- Misc: $3,620
- Medical: $3,193
- Home Repair: $2,671
- House Insurance: $2,520
- Entertainment: $2,381
- Eating Out: $1,914
- Car Insurance: $1,600
- Gas: $1,093
- Life Insurance: $848
- Clothes: $754
- Furnishings: $732
- Car Repairs: $428
This needs some explaining as well…
- Looks like taxes are back up to my top expense list again! LOL!
- The travel costs were for our trip to Grand Cayman.
- Christmas includes $5,000 in gifts we gave as detailed in my retirement update.
- Medical Insurance is what we pay Samaritan Ministries.
- Miscellaneous includes all expenses too small to be in their own category. Small spending adds up!
- Medical is all the costs we paid ourselves including dental care (another big round of cavities for the kids), eye care (including glasses), my dermatology visits and physical, and miscellaneous medical.
- Most of the home repair was $2,280 for a whole house fan we installed this summer.
- Car insurance is going down! Both kids own their cars and are paying their own insurance!!!!
- The gas number is amazing. I went back and looked at gas costs the last two full years I worked. We spent $4,083 on gas in 2013 and $3,744 in 2014. Big savings by retiring!
- We are finishing out the last few years on our life insurance policies.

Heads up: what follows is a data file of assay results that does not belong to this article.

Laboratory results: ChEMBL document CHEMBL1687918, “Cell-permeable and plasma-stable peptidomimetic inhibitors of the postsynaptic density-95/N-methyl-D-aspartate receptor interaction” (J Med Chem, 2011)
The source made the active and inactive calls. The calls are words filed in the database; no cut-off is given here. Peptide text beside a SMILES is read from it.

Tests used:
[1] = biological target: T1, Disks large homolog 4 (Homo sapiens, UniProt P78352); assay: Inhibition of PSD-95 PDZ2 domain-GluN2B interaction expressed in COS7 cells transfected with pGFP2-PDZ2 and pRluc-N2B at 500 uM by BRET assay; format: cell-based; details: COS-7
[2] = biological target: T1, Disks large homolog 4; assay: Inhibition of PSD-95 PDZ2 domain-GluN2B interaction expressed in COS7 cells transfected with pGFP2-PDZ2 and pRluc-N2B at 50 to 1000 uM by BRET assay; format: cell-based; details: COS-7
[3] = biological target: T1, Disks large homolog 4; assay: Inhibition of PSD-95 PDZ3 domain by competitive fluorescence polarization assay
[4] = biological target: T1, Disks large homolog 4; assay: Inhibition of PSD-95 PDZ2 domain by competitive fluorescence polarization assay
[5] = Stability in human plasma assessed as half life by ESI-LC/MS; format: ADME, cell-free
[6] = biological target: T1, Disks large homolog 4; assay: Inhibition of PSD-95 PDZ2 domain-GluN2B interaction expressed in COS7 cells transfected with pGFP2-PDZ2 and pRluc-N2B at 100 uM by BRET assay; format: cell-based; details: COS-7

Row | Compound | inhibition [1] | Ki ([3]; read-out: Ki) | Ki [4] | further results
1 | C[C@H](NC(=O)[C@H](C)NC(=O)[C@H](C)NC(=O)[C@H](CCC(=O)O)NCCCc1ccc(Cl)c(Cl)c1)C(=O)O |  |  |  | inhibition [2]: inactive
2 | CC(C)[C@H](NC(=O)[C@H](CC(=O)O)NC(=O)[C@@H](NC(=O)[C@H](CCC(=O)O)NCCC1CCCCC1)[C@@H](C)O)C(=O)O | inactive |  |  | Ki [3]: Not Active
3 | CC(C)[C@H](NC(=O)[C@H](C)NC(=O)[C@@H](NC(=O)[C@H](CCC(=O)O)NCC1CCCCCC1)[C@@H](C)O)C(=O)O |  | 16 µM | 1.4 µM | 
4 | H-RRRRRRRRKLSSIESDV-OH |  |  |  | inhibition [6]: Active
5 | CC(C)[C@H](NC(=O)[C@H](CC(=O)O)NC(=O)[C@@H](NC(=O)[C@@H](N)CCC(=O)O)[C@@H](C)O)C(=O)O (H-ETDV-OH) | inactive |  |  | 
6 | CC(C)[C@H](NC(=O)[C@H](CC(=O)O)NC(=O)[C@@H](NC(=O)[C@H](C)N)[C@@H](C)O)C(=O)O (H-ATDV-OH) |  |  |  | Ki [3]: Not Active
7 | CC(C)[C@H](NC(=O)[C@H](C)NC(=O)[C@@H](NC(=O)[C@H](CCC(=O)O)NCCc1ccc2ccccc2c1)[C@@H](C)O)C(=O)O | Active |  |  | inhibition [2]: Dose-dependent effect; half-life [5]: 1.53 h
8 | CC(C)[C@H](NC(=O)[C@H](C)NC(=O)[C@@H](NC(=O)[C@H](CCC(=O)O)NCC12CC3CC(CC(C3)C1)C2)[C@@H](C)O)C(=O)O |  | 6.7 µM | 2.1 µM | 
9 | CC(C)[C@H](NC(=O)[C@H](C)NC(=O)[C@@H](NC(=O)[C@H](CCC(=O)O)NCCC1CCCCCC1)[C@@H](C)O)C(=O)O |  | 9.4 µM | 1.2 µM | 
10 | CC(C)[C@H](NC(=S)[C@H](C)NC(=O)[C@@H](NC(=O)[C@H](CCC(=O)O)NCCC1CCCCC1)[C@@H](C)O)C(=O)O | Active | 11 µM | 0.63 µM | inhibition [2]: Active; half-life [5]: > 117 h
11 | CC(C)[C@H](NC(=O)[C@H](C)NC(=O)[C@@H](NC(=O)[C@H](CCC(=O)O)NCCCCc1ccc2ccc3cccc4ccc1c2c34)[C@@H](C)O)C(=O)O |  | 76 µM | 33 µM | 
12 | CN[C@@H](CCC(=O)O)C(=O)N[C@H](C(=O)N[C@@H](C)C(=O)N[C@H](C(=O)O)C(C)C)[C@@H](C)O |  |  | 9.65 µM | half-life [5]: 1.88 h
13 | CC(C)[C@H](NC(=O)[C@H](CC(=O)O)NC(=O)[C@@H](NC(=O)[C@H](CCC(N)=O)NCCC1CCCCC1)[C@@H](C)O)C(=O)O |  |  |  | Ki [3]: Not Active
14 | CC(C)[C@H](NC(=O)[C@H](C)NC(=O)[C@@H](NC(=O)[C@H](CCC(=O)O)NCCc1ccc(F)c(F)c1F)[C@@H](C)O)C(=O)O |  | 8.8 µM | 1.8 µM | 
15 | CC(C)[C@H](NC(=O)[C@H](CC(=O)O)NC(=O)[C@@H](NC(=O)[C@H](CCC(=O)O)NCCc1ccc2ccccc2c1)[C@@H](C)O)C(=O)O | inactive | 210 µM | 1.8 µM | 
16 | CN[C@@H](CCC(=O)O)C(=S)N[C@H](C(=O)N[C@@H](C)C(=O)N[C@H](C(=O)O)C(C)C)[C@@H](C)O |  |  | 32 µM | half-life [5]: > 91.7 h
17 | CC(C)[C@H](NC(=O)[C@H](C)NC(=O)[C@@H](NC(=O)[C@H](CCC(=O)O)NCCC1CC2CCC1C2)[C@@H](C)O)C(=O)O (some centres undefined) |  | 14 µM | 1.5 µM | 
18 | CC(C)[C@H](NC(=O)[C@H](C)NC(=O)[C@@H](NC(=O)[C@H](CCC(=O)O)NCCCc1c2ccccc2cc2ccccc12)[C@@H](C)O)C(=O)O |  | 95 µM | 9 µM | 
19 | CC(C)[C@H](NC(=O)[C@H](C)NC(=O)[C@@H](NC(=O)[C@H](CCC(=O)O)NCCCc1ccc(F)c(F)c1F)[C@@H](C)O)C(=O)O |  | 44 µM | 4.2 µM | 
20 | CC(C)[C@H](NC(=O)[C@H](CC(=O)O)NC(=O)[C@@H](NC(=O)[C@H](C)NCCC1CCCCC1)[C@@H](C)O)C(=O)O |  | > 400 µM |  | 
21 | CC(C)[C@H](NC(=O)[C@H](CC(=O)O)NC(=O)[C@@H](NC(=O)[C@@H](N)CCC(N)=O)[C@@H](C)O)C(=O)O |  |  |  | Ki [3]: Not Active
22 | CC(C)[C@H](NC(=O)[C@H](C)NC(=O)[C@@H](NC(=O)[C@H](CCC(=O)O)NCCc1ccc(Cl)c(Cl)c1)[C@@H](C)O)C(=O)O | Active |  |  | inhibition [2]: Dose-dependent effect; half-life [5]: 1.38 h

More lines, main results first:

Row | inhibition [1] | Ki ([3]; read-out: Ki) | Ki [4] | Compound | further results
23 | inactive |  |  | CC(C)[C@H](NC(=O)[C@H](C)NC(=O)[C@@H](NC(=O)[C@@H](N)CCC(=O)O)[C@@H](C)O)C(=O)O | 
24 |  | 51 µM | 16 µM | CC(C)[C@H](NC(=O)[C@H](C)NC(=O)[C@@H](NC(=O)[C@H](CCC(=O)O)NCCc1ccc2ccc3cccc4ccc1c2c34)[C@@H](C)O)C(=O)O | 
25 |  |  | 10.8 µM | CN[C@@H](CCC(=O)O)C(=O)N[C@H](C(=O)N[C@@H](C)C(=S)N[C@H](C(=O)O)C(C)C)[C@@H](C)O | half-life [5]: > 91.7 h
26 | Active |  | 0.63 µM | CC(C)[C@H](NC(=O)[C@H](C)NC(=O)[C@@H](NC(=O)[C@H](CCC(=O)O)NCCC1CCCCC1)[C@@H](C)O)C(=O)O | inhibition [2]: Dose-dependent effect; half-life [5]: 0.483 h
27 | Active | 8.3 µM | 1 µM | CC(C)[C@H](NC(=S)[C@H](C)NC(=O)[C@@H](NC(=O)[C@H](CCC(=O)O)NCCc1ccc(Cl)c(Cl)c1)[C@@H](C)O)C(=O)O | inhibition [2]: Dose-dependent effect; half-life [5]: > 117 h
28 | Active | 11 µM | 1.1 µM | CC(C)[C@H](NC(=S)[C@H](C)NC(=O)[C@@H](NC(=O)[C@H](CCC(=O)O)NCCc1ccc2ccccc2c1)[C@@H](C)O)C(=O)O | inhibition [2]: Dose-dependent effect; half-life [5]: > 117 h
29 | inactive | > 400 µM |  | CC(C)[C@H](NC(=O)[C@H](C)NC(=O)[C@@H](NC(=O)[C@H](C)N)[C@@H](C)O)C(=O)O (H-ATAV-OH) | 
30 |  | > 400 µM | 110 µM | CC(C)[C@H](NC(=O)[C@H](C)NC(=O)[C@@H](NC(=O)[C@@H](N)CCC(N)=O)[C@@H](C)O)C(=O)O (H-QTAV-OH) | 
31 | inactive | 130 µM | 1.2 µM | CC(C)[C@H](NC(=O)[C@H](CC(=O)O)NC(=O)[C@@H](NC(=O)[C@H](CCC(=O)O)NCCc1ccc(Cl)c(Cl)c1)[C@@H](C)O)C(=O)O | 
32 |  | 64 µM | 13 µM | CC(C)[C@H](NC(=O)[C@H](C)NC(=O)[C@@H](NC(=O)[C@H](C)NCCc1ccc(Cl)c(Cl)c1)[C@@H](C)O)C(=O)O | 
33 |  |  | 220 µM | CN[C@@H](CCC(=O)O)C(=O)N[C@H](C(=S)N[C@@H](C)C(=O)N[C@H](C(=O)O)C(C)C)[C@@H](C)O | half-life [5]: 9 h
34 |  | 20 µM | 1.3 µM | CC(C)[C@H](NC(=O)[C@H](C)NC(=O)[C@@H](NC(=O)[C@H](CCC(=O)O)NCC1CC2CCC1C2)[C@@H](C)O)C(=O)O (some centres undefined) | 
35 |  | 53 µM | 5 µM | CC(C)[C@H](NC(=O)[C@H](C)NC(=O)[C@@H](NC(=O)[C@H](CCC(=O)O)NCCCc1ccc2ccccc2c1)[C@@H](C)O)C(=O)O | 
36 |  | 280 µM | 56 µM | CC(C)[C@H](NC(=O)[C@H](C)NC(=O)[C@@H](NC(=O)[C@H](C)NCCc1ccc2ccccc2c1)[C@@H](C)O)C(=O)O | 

- Clothes includes about $750 of clothes we DID NOT need.
- Furnishings are house-related costs that aren’t house repairs. Furniture is a good example. This past year we bought new curtains for our bedroom and we got a new vacuum.
- Nothing but maintenance for the cars this year. It helps when you 1) don’t drive much and 2) buy reliable vehicles (2 Subarus, 1 Toyota, and 1 Honda).
There were a few other costs that need to be noted:
- Depreciation: $64,000
- Giving: $56,620
- School: $27,424
Explanations as to why these were not counted above:
- I am depreciating my investment in Rockstar Finance as it relates to my net worth. This is simply a paper transaction that lowers the value of an asset. I plan to fully depreciate it just in case it implodes. LOL! In reality it’s probably worth twice what I paid for it at this point.
- Giving was not done from cash but from index funds being transferred to our donor advised fund and then distributed. No cash impact, but we did have a reduction in assets.
- School costs were reimbursed from our 529. I didn’t count the distribution in income and thus didn’t count the expense either.
2019 Estimated Budget
Looking ahead, here are the high-level numbers for our 2019 budget:
- Income: $180,010
- Expense: $89,554
You may be wondering why I have these numbers and not ones closer to 2018’s results.
I’m conservative by nature. I know, that’s a shocker. Anyway this is why income is down and expenses are up. This is probably a worst-case scenario as we always seem to have more income than I project and we never spend everything.
So in reality 2019 will probably look a lot like 2018.
In addition, I don’t include things like dividends on my retirement budget since they get reinvested and not distributed. My budget reflects cash in and cash out.
So those are our results for 2018 and plans for 2019.
Any thoughts, comments, or questions?
How was 2018 for you financially?
Originally posted at https://esimoney.com/2018-financial-year-in-review-and-2019-forecast/